Winter Trees: Black Cherry

Today’s tree is easy to identify all year simply by looking at its bark.

Black cherry (Prunus serotina) is a medium to large tree, 50 to 100 feet tall.  Mature trees have dark colored bark that looks like burnt potato chips.  The shadowy photo above accentuates the chips.

In bright light the trunk looks paler but the chips are still there, as you can see by this photo taken in full sun.


Young trees have smooth shiny bark with pale horizontal lines or lenticels.  Even the twigs have lenticels that appear as spots in the picture below.  The buds are alternate, small and scaled.  This twig looks like it wants to open its buds, proof that it’s been a weird warm winter.


Black cherries are a favorite of birds in late summer because the trees produce an abundance of small red to purple cherries, 1/3″ in diameter.  Foresters like the tree for it’s cherry-colored wood which fetches a good price.

Keep your eyes open for black cherry trees and you’ll be surprised how many you find.

(photos by Kate St. John)

4 thoughts on “Winter Trees: Black Cherry

  1. Is this cherry tree in same family as the “choke cherry”. When we had a house built in the 60s the lot was full of them, the birds loved it, and because they were close to the driveway we put in the cars were stained. We eventually had to cut alot of them down due to size, proximity to house itself but the black carpenter ants we found out, had eaten out the center of most of them & so falling over onto the roof was a hazard. Tree looks about the same bark style.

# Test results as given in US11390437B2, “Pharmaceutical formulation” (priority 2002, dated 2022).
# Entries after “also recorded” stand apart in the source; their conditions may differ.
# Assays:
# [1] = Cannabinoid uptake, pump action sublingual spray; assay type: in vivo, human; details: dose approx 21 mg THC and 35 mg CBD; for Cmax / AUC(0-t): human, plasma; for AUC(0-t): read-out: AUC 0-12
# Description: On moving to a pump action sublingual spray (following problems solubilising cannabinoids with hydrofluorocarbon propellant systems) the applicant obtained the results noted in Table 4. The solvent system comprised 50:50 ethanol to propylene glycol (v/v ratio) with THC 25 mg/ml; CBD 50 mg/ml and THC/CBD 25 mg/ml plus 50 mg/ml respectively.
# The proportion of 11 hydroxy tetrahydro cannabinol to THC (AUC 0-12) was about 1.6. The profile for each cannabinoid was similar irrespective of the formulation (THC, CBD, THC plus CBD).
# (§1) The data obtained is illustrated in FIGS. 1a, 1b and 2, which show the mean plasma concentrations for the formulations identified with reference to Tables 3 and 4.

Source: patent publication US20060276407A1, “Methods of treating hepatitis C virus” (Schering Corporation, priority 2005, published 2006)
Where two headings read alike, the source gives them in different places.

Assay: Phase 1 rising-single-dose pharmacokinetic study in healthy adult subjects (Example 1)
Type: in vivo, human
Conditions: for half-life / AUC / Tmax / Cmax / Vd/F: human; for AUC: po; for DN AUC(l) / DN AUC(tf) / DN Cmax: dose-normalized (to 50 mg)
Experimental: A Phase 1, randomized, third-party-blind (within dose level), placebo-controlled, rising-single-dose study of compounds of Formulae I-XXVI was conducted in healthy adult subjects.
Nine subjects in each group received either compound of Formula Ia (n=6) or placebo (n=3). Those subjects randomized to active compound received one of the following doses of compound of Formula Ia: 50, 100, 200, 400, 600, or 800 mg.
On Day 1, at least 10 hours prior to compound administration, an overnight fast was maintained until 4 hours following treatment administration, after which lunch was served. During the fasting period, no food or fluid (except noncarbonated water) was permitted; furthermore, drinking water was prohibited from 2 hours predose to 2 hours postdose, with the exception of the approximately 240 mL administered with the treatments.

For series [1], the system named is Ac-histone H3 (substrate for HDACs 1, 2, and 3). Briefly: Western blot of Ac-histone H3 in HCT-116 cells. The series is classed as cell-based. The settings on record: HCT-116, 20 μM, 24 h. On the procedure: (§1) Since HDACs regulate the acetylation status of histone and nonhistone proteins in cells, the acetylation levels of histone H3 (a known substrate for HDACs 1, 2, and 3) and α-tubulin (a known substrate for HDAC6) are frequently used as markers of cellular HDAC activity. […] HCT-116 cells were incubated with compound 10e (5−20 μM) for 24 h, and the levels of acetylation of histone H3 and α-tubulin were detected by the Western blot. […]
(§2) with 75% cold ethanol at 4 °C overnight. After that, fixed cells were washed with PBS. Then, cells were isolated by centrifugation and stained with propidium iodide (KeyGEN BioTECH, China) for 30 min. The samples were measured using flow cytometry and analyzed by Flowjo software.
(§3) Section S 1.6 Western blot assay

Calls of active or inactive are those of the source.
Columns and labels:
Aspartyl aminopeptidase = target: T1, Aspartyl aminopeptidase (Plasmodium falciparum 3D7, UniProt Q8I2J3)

2. Interestingly, in a Phipps course I took on native trees and shrubs, we were told that an effort was made to grow cherry trees in Europe, but they could never get them to grow to a size that was valuable for lumber…they just became spindly invasive trees. You wouldn’t think that the climate would be so different that they couldn’t adapt (lots of successful non-native trees grow here).

  3. Yes, choke cherries and black cherries are related. They are in the same genus — Prunus — along with plums, peaches, apricots and almonds.

    Perhaps the cherry trees didn’t grow well in Europe because they need a particular organism in the soil in order to thrive — or because they’re susceptible to a foreign pest. Similarly, we would have learned quickly about the Emerald Ash Borer if someone had tried to grow our ash trees in Asia. Maybe someone did. In any case, we have the bug here now and are learning about it the hard way. 🙁

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